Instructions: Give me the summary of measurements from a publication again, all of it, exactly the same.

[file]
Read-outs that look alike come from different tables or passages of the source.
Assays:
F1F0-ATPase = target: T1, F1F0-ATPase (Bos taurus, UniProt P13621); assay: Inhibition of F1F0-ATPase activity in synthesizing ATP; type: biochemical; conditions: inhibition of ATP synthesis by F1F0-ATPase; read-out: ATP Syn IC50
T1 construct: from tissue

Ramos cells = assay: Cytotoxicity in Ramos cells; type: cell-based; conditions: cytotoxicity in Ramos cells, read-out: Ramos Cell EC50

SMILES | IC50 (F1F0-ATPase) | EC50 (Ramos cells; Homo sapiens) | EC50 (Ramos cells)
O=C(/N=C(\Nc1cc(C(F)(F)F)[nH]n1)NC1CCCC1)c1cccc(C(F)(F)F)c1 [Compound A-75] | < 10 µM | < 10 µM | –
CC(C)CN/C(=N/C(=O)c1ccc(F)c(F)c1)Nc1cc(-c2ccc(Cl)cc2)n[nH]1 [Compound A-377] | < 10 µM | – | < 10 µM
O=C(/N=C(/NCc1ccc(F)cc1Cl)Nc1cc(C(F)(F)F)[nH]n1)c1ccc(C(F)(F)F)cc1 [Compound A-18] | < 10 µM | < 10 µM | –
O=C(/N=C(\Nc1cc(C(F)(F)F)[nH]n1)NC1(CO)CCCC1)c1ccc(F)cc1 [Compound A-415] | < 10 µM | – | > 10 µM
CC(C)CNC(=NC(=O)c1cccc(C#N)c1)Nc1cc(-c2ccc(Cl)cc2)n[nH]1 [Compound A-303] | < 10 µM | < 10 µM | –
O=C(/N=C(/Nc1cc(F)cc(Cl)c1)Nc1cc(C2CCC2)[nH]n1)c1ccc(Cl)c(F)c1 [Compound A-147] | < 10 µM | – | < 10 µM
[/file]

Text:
Read-outs that look alike come from different tables or passages of the source.
Assays:
F1F0-ATPase = target: T1, F1F0-ATPase (Bos taurus, UniProt P13621); assay: Inhibition of F1F0-ATPase activity in synthesizing ATP; type: biochemical; conditions: inhibition of ATP synthesis by F1F0-ATPase; read-out: ATP Syn IC50
T1 construct: from tissue

Ramos cells = assay: Cytotoxicity in Ramos cells; type: cell-based; conditions: cytotoxicity in Ramos cells, read-out: Ramos Cell EC50

SMILES | IC50 (F1F0-ATPase) | EC50 (Ramos cells; Homo sapiens) | EC50 (Ramos cells)
O=C(/N=C(\Nc1cc(C(F)(F)F)[nH]n1)NC1CCCC1)c1cccc(C(F)(F)F)c1 [Compound A-75] | < 10 µM | < 10 µM | –
CC(C)CN/C(=N/C(=O)c1ccc(F)c(F)c1)Nc1cc(-c2ccc(Cl)cc2)n[nH]1 [Compound A-377] | < 10 µM | – | < 10 µM
O=C(/N=C(/NCc1ccc(F)cc1Cl)Nc1cc(C(F)(F)F)[nH]n1)c1ccc(C(F)(F)F)cc1 [Compound A-18] | < 10 µM | < 10 µM | –
O=C(/N=C(\Nc1cc(C(F)(F)F)[nH]n1)NC1(CO)CCCC1)c1ccc(F)cc1 [Compound A-415] | < 10 µM | – | > 10 µM
CC(C)CNC(=NC(=O)c1cccc(C#N)c1)Nc1cc(-c2ccc(Cl)cc2)n[nH]1 [Compound A-303] | < 10 µM | < 10 µM | –
O=C(/N=C(/Nc1cc(F)cc(Cl)c1)Nc1cc(C2CCC2)[nH]n1)c1ccc(Cl)c(F)c1 [Compound A-147] | < 10 µM | – | < 10 µM